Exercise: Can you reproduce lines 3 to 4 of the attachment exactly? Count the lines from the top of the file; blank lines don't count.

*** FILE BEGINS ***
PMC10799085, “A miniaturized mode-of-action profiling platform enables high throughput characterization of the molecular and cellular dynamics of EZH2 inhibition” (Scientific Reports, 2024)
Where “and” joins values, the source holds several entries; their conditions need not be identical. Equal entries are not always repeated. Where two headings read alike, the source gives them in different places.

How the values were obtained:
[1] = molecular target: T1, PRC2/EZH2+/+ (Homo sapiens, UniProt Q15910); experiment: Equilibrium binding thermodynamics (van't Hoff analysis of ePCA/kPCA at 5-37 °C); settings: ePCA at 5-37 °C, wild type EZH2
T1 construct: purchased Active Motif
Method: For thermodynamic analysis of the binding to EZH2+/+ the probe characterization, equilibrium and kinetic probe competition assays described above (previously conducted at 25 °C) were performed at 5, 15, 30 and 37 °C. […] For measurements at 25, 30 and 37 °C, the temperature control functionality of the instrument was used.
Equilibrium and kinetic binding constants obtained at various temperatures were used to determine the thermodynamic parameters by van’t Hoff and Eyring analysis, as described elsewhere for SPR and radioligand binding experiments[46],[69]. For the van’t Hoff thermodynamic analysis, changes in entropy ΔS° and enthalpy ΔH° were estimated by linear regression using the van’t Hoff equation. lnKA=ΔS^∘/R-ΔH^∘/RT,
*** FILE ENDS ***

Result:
How the values were obtained:
[1] = molecular target: T1, PRC2/EZH2+/+ (Homo sapiens, UniProt Q15910); experiment: Equilibrium binding thermodynamics (van't Hoff analysis of ePCA/kPCA at 5-37 °C); settings: ePCA at 5-37 °C, wild type EZH2